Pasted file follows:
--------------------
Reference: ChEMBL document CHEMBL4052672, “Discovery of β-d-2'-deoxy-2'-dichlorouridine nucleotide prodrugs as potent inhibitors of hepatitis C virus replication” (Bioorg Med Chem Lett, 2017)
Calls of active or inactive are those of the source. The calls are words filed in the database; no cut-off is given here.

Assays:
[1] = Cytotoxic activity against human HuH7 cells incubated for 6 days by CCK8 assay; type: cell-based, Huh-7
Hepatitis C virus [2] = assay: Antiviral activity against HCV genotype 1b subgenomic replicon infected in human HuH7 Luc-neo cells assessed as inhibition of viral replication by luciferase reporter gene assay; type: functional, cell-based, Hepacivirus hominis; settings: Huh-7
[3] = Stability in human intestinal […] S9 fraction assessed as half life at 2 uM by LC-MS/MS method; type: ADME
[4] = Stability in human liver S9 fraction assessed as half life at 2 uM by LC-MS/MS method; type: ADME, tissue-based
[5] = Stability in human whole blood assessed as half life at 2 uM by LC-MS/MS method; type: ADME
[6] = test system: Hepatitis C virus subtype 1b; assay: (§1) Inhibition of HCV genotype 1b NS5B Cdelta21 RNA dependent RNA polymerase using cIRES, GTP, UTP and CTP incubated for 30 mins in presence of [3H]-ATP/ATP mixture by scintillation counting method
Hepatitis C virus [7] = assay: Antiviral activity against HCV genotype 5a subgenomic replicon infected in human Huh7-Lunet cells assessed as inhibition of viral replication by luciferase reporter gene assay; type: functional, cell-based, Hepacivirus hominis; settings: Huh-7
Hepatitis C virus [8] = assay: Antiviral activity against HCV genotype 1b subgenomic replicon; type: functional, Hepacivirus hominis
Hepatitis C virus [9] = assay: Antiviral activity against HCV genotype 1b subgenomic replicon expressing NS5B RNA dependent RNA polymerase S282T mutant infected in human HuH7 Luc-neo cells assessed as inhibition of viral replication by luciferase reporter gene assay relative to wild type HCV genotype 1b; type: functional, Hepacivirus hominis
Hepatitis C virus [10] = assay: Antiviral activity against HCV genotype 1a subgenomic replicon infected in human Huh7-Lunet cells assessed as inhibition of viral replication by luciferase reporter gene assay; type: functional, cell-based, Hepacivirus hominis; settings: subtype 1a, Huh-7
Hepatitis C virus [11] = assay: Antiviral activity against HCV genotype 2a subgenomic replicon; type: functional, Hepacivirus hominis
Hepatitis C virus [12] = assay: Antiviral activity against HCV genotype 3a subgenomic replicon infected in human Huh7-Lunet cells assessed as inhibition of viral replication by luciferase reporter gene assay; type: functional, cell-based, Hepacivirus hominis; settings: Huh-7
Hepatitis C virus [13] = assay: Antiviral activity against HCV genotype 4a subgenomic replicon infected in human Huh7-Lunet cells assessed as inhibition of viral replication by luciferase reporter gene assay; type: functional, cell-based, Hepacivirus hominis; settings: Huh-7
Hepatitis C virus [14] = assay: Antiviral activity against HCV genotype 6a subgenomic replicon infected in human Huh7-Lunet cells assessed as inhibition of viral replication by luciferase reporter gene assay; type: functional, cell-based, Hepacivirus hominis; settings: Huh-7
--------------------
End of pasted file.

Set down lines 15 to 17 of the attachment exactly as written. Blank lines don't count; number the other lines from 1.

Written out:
Hepatitis C virus [12] = assay: Antiviral activity against HCV genotype 3a subgenomic replicon infected in human Huh7-Lunet cells assessed as inhibition of viral replication by luciferase reporter gene assay; type: functional, cell-based, Hepacivirus hominis; settings: Huh-7
Hepatitis C virus [13] = assay: Antiviral activity against HCV genotype 4a subgenomic replicon infected in human Huh7-Lunet cells assessed as inhibition of viral replication by luciferase reporter gene assay; type: functional, cell-based, Hepacivirus hominis; settings: Huh-7
Hepatitis C virus [14] = assay: Antiviral activity against HCV genotype 6a subgenomic replicon infected in human Huh7-Lunet cells assessed as inhibition of viral replication by luciferase reporter gene assay; type: functional, cell-based, Hepacivirus hominis; settings: Huh-7